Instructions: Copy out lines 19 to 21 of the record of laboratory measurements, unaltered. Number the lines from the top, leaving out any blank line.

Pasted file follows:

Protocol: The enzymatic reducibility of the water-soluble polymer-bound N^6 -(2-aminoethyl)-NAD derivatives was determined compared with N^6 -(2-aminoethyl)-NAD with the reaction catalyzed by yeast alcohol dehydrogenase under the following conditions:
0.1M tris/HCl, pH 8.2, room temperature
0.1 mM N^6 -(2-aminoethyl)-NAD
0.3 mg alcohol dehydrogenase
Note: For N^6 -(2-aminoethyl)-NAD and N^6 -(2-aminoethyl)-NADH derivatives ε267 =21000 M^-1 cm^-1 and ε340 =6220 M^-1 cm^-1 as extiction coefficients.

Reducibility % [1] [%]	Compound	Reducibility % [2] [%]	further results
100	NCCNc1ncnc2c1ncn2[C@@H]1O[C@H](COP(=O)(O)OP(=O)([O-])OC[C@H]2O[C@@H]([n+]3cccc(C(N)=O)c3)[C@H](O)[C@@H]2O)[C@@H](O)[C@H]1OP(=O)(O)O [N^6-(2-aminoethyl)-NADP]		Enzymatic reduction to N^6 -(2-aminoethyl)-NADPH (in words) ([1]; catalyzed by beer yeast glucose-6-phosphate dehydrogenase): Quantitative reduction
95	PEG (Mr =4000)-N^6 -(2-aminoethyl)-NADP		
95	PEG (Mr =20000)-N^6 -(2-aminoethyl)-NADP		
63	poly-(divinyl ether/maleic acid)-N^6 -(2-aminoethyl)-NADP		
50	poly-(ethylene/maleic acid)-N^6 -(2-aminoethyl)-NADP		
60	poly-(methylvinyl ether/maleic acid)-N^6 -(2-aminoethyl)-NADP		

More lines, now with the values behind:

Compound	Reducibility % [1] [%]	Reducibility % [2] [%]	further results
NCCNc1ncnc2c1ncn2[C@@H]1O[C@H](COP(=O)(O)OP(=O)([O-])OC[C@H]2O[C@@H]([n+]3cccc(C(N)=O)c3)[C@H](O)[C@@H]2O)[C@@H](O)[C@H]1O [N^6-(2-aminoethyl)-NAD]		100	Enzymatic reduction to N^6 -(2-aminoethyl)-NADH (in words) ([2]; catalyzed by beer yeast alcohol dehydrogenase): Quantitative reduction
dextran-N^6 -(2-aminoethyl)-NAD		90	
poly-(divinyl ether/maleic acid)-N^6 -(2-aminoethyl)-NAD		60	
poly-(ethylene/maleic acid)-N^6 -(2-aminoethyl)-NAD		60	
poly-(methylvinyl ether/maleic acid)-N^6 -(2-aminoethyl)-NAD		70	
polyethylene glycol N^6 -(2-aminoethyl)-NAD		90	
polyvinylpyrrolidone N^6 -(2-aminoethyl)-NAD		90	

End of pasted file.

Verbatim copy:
poly-(methylvinyl ether/maleic acid)-N^6 -(2-aminoethyl)-NAD		70	
polyethylene glycol N^6 -(2-aminoethyl)-NAD		90	
polyvinylpyrrolidone N^6 -(2-aminoethyl)-NAD		90	